Normal mean pulmonary artery pressure (PAP) is approximately 14 mmHg at rest. In the patient with Pulmonary Hypertension, the mean blood pressure, measured by special tests at the main pulmonary artery within the heart, is greater than 25 mmHg at rest or 30 mmHg during exercise. This abnormally high pressure is associated with changes in the small arteries or veins in the lungs, resulting in an increased resistance or pressure for the blood trying to flow through the vessels.

What does having higher than normal pulmonary artery pressures do?

The elevation in pulmonary artery pressure and resulting damage of these important vessels causes the right side of the heart to work harder than it normally would. The right side of the heart was not designed to handle the amount of stress that is placed on it by the high pumping pressure required of it to overcome the failing circulation system within the lungs. Over time, the lungs become so damaged and the heart so weakened, the heart will eventually fail. This is why early diagnosis and treatment is so important in the prognosis of Pulmonary Hypertension.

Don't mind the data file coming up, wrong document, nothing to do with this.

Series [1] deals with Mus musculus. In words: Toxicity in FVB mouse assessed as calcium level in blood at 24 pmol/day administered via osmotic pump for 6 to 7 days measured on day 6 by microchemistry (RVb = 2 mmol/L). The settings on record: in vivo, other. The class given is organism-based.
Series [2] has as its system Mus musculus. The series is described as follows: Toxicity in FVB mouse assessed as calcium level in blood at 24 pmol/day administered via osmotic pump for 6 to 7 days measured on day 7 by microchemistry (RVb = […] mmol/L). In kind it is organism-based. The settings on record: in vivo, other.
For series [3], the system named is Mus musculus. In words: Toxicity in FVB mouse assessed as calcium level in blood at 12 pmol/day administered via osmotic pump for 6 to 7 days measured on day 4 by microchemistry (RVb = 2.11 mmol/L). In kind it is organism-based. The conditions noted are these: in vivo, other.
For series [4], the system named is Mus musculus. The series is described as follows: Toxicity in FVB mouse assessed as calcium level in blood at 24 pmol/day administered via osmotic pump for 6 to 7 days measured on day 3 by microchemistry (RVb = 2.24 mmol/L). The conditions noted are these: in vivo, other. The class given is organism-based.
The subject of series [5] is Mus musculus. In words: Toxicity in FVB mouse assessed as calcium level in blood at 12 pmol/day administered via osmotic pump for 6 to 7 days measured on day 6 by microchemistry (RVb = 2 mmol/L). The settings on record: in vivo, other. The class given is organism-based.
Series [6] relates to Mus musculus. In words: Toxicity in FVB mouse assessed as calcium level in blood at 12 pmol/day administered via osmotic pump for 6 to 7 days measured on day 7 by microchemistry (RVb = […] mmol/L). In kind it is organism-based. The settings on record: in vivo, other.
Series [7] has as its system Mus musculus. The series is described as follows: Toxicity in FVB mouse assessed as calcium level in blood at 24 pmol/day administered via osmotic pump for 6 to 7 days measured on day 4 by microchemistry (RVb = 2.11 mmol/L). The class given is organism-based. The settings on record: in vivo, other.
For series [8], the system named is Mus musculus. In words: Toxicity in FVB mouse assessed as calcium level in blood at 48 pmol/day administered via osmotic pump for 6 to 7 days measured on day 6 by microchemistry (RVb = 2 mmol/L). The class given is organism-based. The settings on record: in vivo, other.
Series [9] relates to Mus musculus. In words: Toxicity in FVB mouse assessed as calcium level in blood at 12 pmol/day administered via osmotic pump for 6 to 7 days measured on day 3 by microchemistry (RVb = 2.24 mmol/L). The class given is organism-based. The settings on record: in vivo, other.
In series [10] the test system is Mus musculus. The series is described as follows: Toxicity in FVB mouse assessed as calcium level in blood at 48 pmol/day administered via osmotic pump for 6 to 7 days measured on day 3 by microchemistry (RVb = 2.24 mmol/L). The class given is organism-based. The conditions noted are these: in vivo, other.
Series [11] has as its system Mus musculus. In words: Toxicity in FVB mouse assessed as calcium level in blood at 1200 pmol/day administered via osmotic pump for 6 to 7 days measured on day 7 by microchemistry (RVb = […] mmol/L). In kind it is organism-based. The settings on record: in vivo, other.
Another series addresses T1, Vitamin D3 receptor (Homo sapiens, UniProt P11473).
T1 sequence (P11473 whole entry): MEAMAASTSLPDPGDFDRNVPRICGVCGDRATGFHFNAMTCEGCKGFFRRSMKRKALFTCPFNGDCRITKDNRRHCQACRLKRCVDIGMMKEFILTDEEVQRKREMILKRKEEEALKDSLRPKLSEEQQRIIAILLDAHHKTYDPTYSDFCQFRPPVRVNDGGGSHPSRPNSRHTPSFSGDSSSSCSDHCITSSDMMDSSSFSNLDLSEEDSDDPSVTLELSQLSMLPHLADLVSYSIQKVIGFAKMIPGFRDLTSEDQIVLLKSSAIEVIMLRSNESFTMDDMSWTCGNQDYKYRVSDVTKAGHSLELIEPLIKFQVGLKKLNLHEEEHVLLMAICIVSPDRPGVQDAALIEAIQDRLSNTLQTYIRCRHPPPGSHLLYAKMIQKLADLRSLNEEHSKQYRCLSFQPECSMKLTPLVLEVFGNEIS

Why does it take so long and seem so difficult to diagnose?

People with undiagnosed Pulmonary Hypertension often go to their doctors complaining of shortness of breath and unusual fatigue. These are vague symptoms that are associated with many different disorders, both mental and physical. If a person is overweight or getting a bit older, their doctors may tell them to lose some weight and get more exercise. Their symptoms may also be confused with asthma, depression, or a myriad of other disorders. Pulmonary Hypertension is a fairly rare disorder that is often not suspected until all other possible causes for the symptoms have been ruled out. It often is not until the actual red-flag warning symptoms of heart failure, such as edema (water buildup in the legs and/or the rest of the body), severe shortness of breath, fainting, and/or actual damage to the heart become readily apparent that the diagnosis is even considered. For many, Pulmonary Hypertension may be present for years before it is properly diagnosed.

Where to find proper treatment